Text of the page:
Today “China Inc.,” the world’s second-largest economy by nominal GDP and the holder of the largest foreign exchange reserves ($3.8 trillion), owns stakes in global assets ranging from foreign carmakers (e.g. Volvo) to wineries, from football clubs (Atletico Madrid) to Club Med, from hotels (Waldorf Astoria) to ham producers (Smithfield Foods Inc.).
Since joining the World Trade Organization (WTO ) in December 2001, Chinese overseas direct investment increased at an annual rate of 36.5%, reaching an accumulated total of $713 billion by July 2014. In 2014, outbound investment from China for the first time exceeded $100b., nearly matching (by some accounts even exceeding for the first time) foreign direct investment into China, and the trend of China becoming a net exporter of capital is likely to continue.
Tnuva’s Appeal to Bright Food
The Bright Food-Tnuva deal exemplifies the ambitions of Chinese corporations in the food industry and the push by the Chinese government to improve food safety in the face of increased consumer demand and scrutiny. Bright Food, trailing behind COFCO, another state-owned giant, since 2010 has been on a shopping spree for foreign food brands in what the Chinese media termed “borrowing foreign chickens to lay golden eggs.” (See Table 1 for a list of deals).
Bright Food’s senior executives have indicated they aim to raise the percentage of overseas business of the company’s total business to 25% from 15% over the coming years. The company’s previous chairman, Wang Zongnan, said in an interview in October 2013 that it wasn’t enough anymore for Chinese consumers to eat their fill – consumers now demand healthy and safe food, especially with high-end food products.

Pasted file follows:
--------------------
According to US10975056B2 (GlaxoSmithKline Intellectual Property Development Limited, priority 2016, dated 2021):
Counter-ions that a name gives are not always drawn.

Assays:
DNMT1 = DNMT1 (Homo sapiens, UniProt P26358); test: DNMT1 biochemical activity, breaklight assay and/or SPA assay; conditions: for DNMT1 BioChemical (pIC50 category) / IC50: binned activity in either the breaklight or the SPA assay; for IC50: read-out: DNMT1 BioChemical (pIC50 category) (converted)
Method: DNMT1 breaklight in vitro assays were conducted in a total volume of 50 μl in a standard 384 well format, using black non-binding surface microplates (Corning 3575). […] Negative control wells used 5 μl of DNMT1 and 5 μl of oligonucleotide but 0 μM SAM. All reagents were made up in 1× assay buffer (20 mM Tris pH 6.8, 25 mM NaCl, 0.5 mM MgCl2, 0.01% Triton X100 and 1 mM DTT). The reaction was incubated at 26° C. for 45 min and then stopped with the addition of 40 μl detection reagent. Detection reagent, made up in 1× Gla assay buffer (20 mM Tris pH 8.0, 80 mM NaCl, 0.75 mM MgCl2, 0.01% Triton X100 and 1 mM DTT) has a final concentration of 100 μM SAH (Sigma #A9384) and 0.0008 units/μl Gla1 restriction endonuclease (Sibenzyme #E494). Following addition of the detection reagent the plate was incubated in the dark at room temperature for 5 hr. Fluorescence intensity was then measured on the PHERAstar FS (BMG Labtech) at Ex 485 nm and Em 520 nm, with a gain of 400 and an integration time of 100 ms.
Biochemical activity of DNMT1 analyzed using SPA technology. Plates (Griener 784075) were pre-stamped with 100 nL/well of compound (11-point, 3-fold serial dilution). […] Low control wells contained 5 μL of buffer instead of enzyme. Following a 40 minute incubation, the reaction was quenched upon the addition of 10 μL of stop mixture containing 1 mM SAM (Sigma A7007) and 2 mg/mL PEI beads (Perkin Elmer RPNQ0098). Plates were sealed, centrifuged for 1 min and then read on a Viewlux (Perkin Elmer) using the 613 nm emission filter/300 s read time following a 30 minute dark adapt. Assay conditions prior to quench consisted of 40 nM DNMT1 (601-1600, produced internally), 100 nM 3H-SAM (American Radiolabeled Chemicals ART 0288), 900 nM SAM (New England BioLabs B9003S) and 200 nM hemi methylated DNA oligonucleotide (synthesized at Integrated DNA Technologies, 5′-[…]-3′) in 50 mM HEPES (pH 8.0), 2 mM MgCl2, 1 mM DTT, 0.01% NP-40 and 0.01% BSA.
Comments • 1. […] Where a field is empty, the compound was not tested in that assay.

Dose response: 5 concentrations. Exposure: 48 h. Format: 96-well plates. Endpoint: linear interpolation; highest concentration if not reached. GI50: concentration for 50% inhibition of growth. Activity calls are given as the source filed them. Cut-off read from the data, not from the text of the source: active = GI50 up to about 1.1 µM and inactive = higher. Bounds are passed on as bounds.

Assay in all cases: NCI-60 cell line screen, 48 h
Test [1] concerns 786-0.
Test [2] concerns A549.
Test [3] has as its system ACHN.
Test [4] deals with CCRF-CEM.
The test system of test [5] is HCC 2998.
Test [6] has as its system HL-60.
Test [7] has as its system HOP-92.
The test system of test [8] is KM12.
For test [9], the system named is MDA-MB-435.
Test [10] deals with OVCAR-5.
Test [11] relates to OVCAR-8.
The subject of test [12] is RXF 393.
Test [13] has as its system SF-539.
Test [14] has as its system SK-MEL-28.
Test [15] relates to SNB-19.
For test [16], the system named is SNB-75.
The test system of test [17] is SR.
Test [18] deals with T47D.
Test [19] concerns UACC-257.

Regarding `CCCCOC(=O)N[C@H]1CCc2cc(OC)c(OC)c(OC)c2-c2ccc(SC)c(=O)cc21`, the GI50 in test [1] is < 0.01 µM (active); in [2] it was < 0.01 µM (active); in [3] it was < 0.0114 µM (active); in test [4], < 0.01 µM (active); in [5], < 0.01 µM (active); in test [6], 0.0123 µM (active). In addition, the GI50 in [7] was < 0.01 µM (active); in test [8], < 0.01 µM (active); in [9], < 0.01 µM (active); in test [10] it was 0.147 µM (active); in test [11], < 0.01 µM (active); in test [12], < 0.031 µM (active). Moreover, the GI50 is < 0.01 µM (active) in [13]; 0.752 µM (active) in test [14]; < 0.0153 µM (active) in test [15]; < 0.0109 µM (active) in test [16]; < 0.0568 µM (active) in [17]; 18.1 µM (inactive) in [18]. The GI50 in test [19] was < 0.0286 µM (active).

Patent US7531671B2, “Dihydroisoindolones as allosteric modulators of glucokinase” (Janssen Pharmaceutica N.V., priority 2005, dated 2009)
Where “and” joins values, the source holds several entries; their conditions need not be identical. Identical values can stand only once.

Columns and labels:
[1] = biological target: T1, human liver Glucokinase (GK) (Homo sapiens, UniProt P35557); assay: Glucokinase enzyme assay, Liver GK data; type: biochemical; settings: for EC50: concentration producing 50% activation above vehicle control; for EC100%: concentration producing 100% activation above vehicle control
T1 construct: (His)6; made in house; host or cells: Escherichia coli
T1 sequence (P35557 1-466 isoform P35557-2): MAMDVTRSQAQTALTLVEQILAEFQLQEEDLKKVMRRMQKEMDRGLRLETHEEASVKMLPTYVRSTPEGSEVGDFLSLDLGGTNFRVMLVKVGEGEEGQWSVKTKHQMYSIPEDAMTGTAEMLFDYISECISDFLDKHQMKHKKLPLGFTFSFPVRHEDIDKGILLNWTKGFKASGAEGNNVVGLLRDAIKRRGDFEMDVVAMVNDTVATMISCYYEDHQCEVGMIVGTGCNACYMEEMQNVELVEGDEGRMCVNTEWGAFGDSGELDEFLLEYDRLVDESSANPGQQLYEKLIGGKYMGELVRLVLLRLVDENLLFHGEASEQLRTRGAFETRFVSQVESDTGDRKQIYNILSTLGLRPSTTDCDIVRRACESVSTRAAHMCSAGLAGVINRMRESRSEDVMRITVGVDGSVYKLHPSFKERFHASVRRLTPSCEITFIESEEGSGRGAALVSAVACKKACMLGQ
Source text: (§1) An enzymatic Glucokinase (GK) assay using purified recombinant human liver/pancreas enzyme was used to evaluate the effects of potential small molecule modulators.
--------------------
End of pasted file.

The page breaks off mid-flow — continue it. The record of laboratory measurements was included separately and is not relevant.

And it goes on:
So on March 31, 2015, the largest acquisition in the history of Israel’s food industry, and the biggest dairy deal by a Chinese company, was completed – Bright Food acquired 56.7% of Tnuva shares from Apax Partners and another 21% from Mivtach Shamir Holdings Ltd. for a total holding of 77.7%, putting Tnuva’s market value at NIS 8.6b.
Bright Food executives promised to work together with Tnuva to promote growth on both sides in such areas as innovation, research, advanced technology and sales.
Bright Food spokesman Pan Jianjun said the deal creates synergies in areas such as research and development, marketing and sales, and Bright Food would like to learn from Tnuva’ agricultural know-how to improve its industry chain.
The Chinese media especially highlighted Israel’s agricultural prowess and its high-safety food industry standards as appealing to Bright Food.
“Tnuva is famed for cheese and the market potential for cheese in China is huge. If Bright Food can purchase Tnuva, it becomes the number one cheese brand in China,” Global Times quoted an executive from Bright Food as saying.